Appl. Sci. 2012, 2(2), 485-495; doi:10.3390/app2020485

Communication
Polydimethylsiloxane (PDMS) Coating onto Magnetic Nanoparticles Induced by Attractive Electrostatic Interaction
Carina Sötebier , Aude Michel and Jérôme Fresnais *
Physicochimie des Electrolytes, Colloïdes et Sciences Analytiques , UMR 7195, 4 place Jussieu - cc51 75252 Paris cedex 05, France
*
Author to whom correspondence should be addressed; Email: jerome.fresnais@upmc.fr; Tel.: +33-01-4427-4309; Fax: +33-01-4427-3228.
Received: 16 March 2012; in revised form: 7 May 2012 / Accepted: 21 May 2012 /
Published: 29 May 2012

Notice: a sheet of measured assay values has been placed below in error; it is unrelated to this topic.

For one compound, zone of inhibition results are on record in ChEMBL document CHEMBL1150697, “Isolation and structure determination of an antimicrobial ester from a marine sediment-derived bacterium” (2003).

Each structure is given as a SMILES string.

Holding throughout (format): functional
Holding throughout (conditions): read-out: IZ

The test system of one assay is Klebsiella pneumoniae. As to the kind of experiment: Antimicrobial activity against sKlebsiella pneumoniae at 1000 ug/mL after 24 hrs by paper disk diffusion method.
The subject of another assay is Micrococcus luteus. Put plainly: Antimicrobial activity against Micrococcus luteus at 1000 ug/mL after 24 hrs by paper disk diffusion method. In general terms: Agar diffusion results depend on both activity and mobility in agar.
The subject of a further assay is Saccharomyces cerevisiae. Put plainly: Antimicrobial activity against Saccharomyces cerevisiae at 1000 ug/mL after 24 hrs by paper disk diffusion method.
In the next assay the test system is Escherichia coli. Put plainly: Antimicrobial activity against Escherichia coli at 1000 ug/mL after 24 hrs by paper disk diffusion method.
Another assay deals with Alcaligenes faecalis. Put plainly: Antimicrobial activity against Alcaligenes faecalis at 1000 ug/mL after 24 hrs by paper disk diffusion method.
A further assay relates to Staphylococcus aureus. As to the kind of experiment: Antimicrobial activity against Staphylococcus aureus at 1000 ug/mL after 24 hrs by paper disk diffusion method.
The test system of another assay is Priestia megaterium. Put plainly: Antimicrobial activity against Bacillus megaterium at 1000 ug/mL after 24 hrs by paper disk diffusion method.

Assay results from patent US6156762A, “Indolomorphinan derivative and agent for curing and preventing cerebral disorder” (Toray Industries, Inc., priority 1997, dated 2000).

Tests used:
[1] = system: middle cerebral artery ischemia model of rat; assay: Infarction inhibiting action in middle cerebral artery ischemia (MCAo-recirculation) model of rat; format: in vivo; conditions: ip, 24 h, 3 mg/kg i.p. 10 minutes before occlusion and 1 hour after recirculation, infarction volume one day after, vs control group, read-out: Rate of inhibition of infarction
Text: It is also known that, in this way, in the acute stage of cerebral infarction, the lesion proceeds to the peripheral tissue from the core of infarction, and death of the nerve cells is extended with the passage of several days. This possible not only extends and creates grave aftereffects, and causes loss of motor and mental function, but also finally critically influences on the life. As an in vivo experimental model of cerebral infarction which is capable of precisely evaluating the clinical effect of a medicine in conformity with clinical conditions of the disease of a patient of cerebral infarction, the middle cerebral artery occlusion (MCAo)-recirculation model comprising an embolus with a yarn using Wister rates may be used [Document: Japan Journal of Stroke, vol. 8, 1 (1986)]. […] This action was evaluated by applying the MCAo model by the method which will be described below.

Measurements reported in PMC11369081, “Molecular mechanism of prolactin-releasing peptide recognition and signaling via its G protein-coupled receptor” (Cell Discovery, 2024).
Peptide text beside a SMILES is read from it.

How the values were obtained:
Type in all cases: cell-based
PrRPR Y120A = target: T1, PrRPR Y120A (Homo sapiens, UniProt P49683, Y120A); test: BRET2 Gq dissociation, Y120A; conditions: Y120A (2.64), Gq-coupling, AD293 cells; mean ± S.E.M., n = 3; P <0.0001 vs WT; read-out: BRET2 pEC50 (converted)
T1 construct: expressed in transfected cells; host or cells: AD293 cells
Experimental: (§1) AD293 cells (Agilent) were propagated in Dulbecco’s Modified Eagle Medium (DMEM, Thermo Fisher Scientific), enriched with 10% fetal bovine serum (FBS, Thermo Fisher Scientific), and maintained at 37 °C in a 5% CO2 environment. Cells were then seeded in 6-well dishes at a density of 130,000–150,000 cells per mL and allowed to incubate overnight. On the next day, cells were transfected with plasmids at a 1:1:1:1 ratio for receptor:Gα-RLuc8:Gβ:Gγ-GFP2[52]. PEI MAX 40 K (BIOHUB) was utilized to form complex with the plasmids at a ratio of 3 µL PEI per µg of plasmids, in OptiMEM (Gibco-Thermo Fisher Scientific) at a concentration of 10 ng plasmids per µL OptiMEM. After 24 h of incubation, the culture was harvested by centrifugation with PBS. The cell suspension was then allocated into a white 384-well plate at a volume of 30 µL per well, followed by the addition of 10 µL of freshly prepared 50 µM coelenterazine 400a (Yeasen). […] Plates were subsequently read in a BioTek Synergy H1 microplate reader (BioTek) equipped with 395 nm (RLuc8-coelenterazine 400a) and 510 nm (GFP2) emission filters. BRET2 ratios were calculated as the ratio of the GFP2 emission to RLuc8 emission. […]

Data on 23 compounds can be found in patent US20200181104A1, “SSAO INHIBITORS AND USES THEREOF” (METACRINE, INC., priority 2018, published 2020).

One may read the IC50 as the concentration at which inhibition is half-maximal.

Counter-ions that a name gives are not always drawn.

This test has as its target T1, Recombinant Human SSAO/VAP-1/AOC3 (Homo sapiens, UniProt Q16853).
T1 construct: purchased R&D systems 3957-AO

Abstract

: In this article, we present an efficient synthesis pathway of polydimethylsiloxane (PDMS) coated magnetic nanoparticles from hydrophilic polyacrylate coated ferrofluids (NPPAA). A block copolymer based on polydimethylsiloxane is selected for its propensity to interact with the carboxylate functions on the NPPAA. The interaction is due to negative charges on NPPAA and positive ones on the amphiphilic copolymer. The synthesis is achieved by interfacial interaction, simplifying the purification of the PDMS-coated nanoparticles (NPPDMS) from subproducts such as ions and water. NPPDMS are well dispersed in hydrophobic solvents (toluene, diethyl ether) and can then be embedded into a curable PDMS polymer.
Keywords:
magnetic nanoparticle; PDMS; amphiphilic copolymer; electrostatic complexation; polydimethylsiloxane composite; aminopropylsiloxane

1. Introduction